Compare any two graphics cards:
GeForce GT 420 vs Radeon HD 5450
IntroThe GeForce GT 420 uses a 40 nm design. nVidia has set the core speed at 700 MHz. The GDDR3 memory is set to run at a speed of 900 MHz on this particular model. It features 48 SPUs as well as 8 TAUs and 4 Rasterization Operator Units.
Compare all that to the Radeon HD 5450, which comes with core clock speeds of 650 MHz on the GPU, and 800 MHz on the 512 MB of DDR3 memory. It features 80(16x5) SPUs as well as 8 Texture Address Units and 4 Rasterization Operator Units.
(No game benchmarks for this combination yet.)
Power Usage and Theoretical Benchmarks
Power Consumption (Max TDP)
Theoretically speaking, the GeForce GT 420 will be 125% faster than the Radeon HD 5450 overall, due to its higher bandwidth. (explain)
Texel RateThe GeForce GT 420 will be a small bit (about 8%) faster with regards to anisotropic filtering than the Radeon HD 5450. (explain)
Pixel RateThe GeForce GT 420 is a bit (more or less 8%) better at FSAA than the Radeon HD 5450, and able to handle higher screen resolutions without losing too much performance. (explain)
Please note that the above 'benchmarks' are all just theoretical - the results were calculated based on the card's specifications, and real-world performance may (and probably will) vary at least a bit.
Please note that the price comparisons are based on search keywords - sometimes it might show cards with very similar names that are not exactly the same as the one chosen in the comparison. We do try to filter out the wrong results as best we can, though.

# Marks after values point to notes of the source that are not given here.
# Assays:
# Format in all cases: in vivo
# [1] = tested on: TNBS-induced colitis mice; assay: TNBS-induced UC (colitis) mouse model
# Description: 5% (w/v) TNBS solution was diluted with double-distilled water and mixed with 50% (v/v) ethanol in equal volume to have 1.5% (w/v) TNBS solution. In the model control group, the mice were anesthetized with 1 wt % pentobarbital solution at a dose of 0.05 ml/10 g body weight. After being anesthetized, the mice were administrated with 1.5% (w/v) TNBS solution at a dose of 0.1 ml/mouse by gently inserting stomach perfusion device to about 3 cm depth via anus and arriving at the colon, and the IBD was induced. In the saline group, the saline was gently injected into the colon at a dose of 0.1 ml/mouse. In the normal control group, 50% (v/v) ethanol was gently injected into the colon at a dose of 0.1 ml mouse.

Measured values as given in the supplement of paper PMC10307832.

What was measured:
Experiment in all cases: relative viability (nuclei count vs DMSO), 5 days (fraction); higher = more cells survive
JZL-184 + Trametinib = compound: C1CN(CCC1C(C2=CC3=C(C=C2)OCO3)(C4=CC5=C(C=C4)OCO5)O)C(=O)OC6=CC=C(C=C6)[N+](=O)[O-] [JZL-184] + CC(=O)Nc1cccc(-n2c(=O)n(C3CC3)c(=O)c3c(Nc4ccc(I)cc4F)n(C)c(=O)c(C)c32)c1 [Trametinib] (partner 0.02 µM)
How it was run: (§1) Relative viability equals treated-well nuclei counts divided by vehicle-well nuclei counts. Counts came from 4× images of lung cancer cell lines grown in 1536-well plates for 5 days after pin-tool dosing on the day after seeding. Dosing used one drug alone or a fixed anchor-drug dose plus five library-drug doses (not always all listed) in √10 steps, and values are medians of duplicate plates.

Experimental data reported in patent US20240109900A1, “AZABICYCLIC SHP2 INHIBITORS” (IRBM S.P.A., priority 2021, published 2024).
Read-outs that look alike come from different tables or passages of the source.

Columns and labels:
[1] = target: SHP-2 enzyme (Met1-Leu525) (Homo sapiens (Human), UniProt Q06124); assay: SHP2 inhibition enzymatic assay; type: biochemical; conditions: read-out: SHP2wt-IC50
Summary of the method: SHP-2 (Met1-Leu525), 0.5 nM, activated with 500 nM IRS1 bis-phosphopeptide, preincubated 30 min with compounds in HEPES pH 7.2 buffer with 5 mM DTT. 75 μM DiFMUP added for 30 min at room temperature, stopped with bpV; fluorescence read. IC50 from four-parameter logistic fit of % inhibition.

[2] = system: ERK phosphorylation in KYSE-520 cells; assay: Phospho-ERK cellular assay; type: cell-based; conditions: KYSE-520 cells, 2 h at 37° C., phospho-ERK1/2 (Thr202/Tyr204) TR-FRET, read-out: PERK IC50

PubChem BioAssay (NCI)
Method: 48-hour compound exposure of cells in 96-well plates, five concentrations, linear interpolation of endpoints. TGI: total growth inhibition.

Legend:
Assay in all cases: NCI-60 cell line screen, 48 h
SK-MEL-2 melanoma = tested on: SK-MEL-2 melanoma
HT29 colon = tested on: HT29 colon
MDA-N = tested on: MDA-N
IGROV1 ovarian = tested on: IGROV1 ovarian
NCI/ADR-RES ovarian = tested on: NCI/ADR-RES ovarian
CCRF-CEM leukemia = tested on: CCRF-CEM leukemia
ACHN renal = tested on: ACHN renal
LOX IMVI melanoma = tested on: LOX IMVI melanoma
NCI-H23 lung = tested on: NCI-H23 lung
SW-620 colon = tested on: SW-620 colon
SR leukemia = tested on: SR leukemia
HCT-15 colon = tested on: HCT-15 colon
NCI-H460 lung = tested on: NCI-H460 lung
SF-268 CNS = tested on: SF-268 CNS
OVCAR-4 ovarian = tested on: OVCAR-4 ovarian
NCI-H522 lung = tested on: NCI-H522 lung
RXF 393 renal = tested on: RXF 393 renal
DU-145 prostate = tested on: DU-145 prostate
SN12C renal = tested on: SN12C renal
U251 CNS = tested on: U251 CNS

Memory Bandwidth: Memory bandwidth is the maximum amount of information (counted in megabytes per second) that can be moved past the external memory interface within a second. The number is calculated by multiplying the card's bus width by its memory clock speed. If the card has DDR RAM, it must be multiplied by 2 once again. If DDR5, multiply by ANOTHER 2x. The higher the memory bandwidth, the better the card will be in general. It especially helps with anti-aliasing, HDR and high resolutions.
Texel Rate: Texel rate is the maximum number of texture map elements (texels) that are applied in one second. This is calculated by multiplying the total number of texture units of the card by the core clock speed of the chip. The higher the texel rate, the better the graphics card will be at handling texture filtering (anisotropic filtering - AF). It is measured in millions of texels in one second.
Pixel Rate: Pixel rate is the maximum number of pixels the video card could possibly record to the local memory in one second - measured in millions of pixels per second. The number is worked out by multiplying the amount of ROPs by the the core speed of the card. ROPs (Raster Operations Pipelines - sometimes also referred to as Render Output Units) are responsible for drawing the pixels (image) on the screen. The actual pixel output rate also depends on lots of other factors, most notably the memory bandwidth of the card - the lower the memory bandwidth is, the lower the potential to get to the max fill rate.